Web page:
From the affiliate side, not only is the coupon market already saturated, it’s almost impossible to compete against super coupon affiliates such as retailmenot.com in organic search. If you don’t have paid placement budget, then how are you going to get found? Facebook? Maybe. But I doubt you’ll get the volume you need in order to drive enough sales through performance marketing to earn a living relying strictly on Facebook as a coupon affiliate.

Affiliate managers also consider the amount of effort needed to find and convert that customer for the merchant. For example did they have a huge following they actively reached out to? Did they create an app that had an affiliate tracking link inside? Did a lot of programming or design need to be put into the effort? Is the sales strategy legitimate and fair? Or did they take five minutes to slap a code together and have results show up for trademark plus terms in the search engines? These are all things a good affiliate manager needs to consider.


Thank you Yuwanda for this encouragement and information! My website is nowhere near finished yet but another blogger had recommended starting to get affiliate approval as soon as possible so I gave 2 of them a shot and was turned down today – but then stumbled upon your great post so I think it was all meant to be. I feel like it takes a lot of failures to achieve a small amount of success so this is just helping me to get to there… but patience is sometimes hard. I appreciate your excellent words of wisdom.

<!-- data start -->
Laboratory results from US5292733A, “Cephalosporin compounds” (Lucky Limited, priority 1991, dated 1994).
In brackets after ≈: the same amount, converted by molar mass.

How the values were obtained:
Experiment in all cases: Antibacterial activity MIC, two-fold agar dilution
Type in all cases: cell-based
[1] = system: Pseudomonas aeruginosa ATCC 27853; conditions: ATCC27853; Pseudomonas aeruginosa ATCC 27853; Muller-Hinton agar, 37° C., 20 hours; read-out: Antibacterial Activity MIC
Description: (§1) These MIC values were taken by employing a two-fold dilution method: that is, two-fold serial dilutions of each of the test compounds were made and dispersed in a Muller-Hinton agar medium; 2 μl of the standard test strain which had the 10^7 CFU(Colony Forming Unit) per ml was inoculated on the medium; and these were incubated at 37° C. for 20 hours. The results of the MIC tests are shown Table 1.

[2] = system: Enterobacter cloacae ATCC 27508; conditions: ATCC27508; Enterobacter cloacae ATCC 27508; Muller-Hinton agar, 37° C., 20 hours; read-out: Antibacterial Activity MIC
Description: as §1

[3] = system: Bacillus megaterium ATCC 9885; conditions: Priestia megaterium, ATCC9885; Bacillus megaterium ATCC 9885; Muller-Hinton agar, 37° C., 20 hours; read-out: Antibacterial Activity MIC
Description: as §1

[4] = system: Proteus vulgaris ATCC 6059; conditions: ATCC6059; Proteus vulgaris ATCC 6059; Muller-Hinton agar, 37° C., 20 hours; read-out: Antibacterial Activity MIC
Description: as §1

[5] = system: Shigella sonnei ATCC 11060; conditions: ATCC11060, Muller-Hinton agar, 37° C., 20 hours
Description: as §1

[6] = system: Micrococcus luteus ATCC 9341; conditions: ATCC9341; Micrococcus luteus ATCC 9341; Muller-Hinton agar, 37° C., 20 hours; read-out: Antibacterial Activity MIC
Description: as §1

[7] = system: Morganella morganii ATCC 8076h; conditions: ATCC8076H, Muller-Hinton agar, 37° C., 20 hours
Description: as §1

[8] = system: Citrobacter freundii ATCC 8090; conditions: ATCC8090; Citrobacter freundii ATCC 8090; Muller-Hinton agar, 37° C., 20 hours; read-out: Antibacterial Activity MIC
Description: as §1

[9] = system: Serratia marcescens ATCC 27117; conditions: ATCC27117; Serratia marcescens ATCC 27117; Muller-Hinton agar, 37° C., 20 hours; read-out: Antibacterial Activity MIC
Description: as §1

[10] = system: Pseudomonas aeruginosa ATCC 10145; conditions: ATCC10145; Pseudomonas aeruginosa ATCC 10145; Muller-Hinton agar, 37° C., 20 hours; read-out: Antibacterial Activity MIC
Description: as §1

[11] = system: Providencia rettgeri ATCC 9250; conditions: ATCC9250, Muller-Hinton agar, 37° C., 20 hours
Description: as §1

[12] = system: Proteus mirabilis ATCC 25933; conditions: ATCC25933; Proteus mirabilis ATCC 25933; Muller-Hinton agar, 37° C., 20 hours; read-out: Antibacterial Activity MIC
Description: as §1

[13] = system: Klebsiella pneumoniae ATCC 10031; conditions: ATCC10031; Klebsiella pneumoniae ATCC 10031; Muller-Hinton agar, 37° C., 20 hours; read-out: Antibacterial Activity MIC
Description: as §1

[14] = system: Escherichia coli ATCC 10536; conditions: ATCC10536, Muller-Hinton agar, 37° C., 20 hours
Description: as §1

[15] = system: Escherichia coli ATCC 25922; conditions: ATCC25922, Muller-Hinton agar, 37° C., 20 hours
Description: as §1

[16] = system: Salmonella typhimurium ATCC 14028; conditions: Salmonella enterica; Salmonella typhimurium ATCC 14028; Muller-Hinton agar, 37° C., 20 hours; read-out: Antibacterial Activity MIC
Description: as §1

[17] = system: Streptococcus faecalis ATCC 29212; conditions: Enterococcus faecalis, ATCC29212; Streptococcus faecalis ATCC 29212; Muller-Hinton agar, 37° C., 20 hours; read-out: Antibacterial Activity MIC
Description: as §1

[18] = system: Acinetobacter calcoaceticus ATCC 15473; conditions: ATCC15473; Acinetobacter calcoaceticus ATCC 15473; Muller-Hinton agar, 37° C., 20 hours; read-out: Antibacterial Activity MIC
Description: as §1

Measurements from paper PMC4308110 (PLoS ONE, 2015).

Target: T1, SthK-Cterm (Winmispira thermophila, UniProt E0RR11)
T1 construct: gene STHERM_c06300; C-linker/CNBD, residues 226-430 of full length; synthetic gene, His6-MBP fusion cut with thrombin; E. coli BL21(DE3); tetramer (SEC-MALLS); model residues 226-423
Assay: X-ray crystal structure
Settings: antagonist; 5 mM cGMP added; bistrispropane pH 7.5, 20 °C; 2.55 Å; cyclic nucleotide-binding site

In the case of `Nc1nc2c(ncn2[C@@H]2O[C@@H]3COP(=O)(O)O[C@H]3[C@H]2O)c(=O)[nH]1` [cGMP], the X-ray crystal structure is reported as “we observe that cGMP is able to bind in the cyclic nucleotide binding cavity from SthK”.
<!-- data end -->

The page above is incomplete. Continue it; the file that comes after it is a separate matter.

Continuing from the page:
“It took me about six months to make my first affiliate sale, and my first affiliate sale was worth about $35,” Miki says. This blogger went on to say, “I didn’t make my first dollar until I decided to invest in the “Making Sense of Affiliate Marketing” course. Taking an affiliate marketing course was the best decision I ever made because I had no idea how much money I was leaving on the table. This course taught me the exact strategies to make money with affiliate marketing.”
While affiliate marketing does take a lot of effort, the basic skills required are really simple to catch on to, and by learning them, you could start earning real money in a fairly short period of time. If you find a product niche you’re passionate about, you could even earn money by simply expressing your genuine love for a product you believe in, and feel good knowing you’re sharing your experience with others who will love the product as well.
The easiest way to find out the legitimacy of any affiliate program or training course is to Google it. If it's a well known scam, you will more than likely see reports about it online. If you can't tell just by searching for the name, try searching for variations, such as "[affiliate program name] scam" or "[affiliate program name] ripoff." You can also search for "[affiliate program name] reviews," etc.